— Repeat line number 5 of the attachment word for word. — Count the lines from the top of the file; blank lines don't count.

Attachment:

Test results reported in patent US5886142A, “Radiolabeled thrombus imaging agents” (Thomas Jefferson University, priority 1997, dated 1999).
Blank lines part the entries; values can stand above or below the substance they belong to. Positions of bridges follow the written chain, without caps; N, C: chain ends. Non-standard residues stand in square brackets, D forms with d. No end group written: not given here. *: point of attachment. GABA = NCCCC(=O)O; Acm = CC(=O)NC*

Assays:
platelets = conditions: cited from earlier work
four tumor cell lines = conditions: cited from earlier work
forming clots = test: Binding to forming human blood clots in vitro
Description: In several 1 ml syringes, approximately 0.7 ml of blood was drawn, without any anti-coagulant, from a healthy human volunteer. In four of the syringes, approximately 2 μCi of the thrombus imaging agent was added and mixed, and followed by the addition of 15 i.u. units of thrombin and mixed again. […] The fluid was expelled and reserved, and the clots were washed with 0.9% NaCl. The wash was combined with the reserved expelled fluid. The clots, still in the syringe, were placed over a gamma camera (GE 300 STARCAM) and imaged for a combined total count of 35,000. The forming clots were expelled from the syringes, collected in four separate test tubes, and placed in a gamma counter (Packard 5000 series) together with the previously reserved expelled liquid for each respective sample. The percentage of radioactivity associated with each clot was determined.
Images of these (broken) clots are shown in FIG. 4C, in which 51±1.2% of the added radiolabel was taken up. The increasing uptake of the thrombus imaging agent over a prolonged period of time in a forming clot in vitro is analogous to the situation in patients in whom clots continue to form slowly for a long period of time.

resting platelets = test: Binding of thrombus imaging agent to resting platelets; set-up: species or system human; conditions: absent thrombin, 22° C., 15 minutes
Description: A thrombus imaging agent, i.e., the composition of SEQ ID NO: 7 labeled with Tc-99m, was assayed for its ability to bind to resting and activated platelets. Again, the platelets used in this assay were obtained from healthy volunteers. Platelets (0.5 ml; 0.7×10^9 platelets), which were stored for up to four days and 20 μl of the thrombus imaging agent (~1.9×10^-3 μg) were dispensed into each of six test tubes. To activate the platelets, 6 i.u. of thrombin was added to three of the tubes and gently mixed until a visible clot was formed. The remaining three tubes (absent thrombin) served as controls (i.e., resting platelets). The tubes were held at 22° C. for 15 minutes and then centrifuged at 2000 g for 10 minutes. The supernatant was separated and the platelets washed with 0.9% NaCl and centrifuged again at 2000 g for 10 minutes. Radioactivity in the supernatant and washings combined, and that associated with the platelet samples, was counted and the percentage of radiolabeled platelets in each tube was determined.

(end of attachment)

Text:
four tumor cell lines = conditions: cited from earlier work